Recent Stories: Editorials

Editorial
February 25, 2015

Officials in the East End towns and villages are taking a new look at water pollution and suggesting that a regional approach might be the solution. They have proposed seeking as much as $100 million from the state for rebates on private septic systems or tax credits, acknowledging that environmental damage from failed or inadequate systems is a problem that spans municipal borders.

Editorial
February 18, 2015

The world may be undergoing a sixth great wave of extinctions, as recently examined in a book by Elizabeth Kolbert, and this phenomenon may well extend to the seas, including those off our own shores. Symptoms include coral reef degradation, finfish population crashes, toxic algae blooms, and the slow loss of once-familiar and economically vital species. New York State has responded by drafting a 10-year Ocean Action Plan, but the document, while extensive, offers no source for the money needed to address its ambitious goals.

Editorial
February 18, 2015

In an interesting development, the Village of East Hampton’s code enforcement officer and fire inspector has suggested taking a hard look at basements. The issue Ken Collum identified and asked the village board to consider regulating is that a growing number of property owners are including vast underground warrens in building or reconstructing houses. They can do so because the village code does not require basement square-footage to be calculated in the size of a house.

Editorial
February 12, 2015

Among the wild-eyed robins feeding in a holly bush outside our office window this week we spotted a cedar waxwing. A well-dressed fellow, he perched in sharp contrast to the tatty-looking, larger robins pulling greedily at the red berries. Below his buff-colored shoulders, two white lines, like pinstripes, ran down toward his tail. The pointed tuft atop his head stood crisp and proud.

Editorial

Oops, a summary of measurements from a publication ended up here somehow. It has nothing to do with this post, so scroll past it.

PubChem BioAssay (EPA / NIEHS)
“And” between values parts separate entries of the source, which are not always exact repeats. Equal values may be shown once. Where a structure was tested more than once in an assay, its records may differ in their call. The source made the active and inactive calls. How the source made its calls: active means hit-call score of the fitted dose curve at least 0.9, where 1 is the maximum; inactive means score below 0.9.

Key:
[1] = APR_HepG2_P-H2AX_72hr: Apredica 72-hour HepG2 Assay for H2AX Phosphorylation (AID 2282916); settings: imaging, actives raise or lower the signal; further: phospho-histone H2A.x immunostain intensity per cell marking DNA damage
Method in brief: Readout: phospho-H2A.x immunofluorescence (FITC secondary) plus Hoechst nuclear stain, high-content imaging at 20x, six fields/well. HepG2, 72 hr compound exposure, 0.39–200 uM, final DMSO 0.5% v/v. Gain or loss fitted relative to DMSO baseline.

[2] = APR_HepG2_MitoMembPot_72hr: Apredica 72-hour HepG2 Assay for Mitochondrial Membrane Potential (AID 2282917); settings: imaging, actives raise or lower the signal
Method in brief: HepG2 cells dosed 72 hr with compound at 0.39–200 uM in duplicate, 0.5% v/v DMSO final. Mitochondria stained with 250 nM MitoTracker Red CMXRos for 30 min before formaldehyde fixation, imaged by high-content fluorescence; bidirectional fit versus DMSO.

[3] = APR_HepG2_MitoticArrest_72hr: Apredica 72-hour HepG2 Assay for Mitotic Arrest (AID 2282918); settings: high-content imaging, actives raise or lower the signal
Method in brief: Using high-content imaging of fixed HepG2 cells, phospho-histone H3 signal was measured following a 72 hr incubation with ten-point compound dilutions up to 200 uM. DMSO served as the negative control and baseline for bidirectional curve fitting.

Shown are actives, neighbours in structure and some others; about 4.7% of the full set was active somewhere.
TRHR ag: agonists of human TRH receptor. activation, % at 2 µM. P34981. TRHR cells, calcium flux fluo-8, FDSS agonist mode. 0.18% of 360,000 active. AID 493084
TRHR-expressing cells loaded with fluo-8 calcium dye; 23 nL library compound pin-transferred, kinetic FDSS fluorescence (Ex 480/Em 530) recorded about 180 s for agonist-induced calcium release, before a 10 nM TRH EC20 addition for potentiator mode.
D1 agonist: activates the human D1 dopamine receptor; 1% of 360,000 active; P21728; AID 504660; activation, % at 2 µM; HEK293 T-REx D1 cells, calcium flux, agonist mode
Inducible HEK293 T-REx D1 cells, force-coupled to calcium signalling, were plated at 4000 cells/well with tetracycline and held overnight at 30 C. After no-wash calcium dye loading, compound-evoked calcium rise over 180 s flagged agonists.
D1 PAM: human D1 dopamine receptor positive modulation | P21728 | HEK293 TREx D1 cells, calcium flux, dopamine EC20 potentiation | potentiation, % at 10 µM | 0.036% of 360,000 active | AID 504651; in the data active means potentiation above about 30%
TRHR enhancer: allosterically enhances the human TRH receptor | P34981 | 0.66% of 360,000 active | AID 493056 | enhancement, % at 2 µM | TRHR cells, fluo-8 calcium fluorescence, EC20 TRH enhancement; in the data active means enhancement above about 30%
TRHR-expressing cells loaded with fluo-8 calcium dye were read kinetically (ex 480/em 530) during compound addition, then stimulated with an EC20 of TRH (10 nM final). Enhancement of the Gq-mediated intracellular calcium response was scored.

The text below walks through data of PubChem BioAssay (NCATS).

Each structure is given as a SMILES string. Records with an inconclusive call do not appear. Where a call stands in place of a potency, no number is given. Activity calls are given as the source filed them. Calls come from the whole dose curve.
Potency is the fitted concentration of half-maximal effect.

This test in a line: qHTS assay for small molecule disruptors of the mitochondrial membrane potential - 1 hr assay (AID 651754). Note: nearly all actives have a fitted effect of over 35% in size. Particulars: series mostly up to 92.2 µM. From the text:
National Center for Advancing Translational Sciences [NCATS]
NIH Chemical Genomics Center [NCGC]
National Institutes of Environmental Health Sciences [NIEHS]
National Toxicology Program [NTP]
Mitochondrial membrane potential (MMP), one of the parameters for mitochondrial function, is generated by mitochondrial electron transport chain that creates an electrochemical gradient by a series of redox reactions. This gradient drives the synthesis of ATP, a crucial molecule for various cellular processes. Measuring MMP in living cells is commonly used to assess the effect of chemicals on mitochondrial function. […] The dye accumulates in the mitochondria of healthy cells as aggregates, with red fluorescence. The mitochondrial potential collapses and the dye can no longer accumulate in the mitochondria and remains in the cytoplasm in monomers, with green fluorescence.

February 12, 2015

New York Gov. Andrew M. Cuomo has taken on the state’s public school teachers, and they are firing back — hard. It’s about time.      

Editorial
February 12, 2015

Town officials have struck the right balance in deciding in whose interest the East Hampton Airport and the skies for miles around it will be managed.

Editorial
February 4, 2015

A happy outcome appears assured for the Springs General Store, whose operator was faced with the prospect of shutting its doors due to a pending sale of the property. Now, as the last minute neared, an “angel” buyer apparently has emerged who will allow Kristi Hood to keep the store open. This welcome denouement may be the exception to the rule, where places and properties important to the community are threatened about as fast as real estate prices rise.

Editorial
February 4, 2015

More than a week after the snow from the blizzard that pounded East Hampton and the rest of Long Island began to be hauled away, one aspect of the official preparations and response should be examined.

Editorial
January 28, 2015

Attention in Albany may be focused on the apparent downfall of the Legislature’s top Democrat, Sheldon Silver, in a corruption scandal that cuts very close to Gov. Andrew Cuomo, but the critically important work of settling a budget for the coming fiscal year goes on. Two recent reports from the New York Department of Environmental Conservation have raised valid questions about the agency’s capabilities where wildlife is concerned and painted a picture of it as a failed agency.

Editorial
January 28, 2015

What to do about large commercial vehicles left overnight on residential properties has plagued Town Hall going back to the Wilkinson administration. Now, after protracted discussions among town board members and various segments of the public, a more or less reasonable policy appears near. The process of working out some new limits on trucks has been conducted with respect for all sides and a minimum of personal distraction, and this speaks well of the tenor of the town board as now configured.

Editorial
January 21, 2015

Just when we thought the plan to bolster the Montauk oceanfront with thousands of sandbags could not get any worse, it got worse. Time and the desire of town officials not to have the work take place during the summer have conspired, prompting the United States Army Corps of Engineers to go ahead with only half the job.

Editorial
January 21, 2015

The role of the East Hampton Town citizens advisory committees appears to be up for re-evaluation. During a town board meeting last week the point was made that perhaps the time had come to look again at an order that has prevented the committees from communicating with other town-appointed boards and government agencies since 2012.